PubMed ID
9199230 View in PubMed
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Approaches for studying radiation-induced leukemia.

https://arctichealth.org/en/permalink/ahliterature22293
Source
Stem Cells. 1997;15 Suppl 2:243-9
Publication Type
Article
Date
1997
Author
D F Gluzman
Author Affiliation
R.E. Kavetsky Institute of Experimental Pathology, Oncology and Radiobiology, National Academy of Sciences of Ukraine, Ukraine.
Source
Stem Cells. 1997;15 Suppl 2:243-9
Date
1997
Language
English
Publication Type
Article
Keywords
Accidents, Radiation
Apoptosis
Drug Resistance, Multiple - genetics
Genetic Techniques
Hematopoietic Stem Cells - pathology - radiation effects
Humans
Incidence
Japan
Leukemia, Radiation-Induced - diagnosis - epidemiology - etiology - physiopathology
Myelodysplastic Syndromes - etiology - pathology
Nuclear Warfare
Oncogenes
Pilot Projects
Power Plants
Radiation, Ionizing
Survivors
Ukraine
Abstract
According to the conclusion of the International Programme on the Health Effects of the Chernobyl Accident (IPHECA) Haematology Pilot Project (1991-1995), there was no increase in the incidence of malignant disease in hematopoietic and lymphoid tissues after the Chernobyl accident. Nevertheless, since studies of A-bomb survivors indicate that the peak in morbidity may occur more than 10 years after radiation exposure, long-term studies of hemoblastoses and myelodysplastic syndromes are needed today. Study of these leukemias and lymphomas that are potentially induced by ionizing radiation must include both fundamental and applied approaches, i.e., A) epidemiological design; B) utilization of modern methods of diagnosis (cytomorphology, immunocytochemistry, cytogenetics); C) studies of gene mutations, mechanisms of apoptosis, and G1 delay; D) monitoring of oncogene and multidrug resistance gene expression, and E) tracking changes in cell-cell signaling in the bone marrow microenvironment.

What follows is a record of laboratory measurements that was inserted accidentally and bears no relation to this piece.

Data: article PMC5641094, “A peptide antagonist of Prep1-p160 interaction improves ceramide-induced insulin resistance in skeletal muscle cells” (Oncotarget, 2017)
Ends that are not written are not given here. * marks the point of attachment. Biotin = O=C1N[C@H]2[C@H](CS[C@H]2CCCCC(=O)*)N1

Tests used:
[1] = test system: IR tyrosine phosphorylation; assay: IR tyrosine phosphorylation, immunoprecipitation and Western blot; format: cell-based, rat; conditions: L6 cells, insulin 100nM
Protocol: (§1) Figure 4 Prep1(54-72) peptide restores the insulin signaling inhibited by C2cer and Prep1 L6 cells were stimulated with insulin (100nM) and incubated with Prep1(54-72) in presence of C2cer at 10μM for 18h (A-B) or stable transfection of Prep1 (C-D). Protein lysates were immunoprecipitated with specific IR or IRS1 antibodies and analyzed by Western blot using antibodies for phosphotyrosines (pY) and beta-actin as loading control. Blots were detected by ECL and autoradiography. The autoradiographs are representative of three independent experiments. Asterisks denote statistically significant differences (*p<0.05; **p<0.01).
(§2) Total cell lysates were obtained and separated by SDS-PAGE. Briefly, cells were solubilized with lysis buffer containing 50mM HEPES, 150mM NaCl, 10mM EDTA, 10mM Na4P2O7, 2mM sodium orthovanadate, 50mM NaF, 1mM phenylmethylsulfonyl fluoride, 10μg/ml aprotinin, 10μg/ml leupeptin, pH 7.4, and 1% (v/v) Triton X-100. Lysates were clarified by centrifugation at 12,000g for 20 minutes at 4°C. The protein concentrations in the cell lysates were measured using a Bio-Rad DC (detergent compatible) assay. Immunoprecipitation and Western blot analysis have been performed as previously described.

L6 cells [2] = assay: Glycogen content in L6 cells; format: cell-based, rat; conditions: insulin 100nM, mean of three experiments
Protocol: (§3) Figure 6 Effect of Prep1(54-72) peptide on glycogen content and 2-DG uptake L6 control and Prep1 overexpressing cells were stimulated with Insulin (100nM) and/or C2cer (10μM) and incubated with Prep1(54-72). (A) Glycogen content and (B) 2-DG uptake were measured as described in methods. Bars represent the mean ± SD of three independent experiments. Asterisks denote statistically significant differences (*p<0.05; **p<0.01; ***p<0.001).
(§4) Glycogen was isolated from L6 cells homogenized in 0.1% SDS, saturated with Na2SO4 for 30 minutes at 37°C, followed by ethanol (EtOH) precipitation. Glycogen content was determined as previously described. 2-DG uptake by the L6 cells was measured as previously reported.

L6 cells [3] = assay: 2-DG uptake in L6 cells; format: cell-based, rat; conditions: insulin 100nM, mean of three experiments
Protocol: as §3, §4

PubMed ID
9368309 View in PubMed
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[Aspects on thermal injury therapy in wartime and on the need for medical care coordination in peace and wartime].

https://arctichealth.org/en/permalink/ahliterature111184
Source
Lakartidningen. 1967 Jul 5;64(27):2751-6
Publication Type
Article
Date
Jul-5-1967
Author
L. Troell
Source
Lakartidningen. 1967 Jul 5;64(27):2751-6
Date
Jul-5-1967
Language
Swedish
Publication Type
Article
Keywords
Burns - therapy
Humans
Military Medicine
Nuclear Warfare
Patient Care Planning
Sweden
PubMed ID
5597583 View in PubMed
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111 records – page 1 of 12.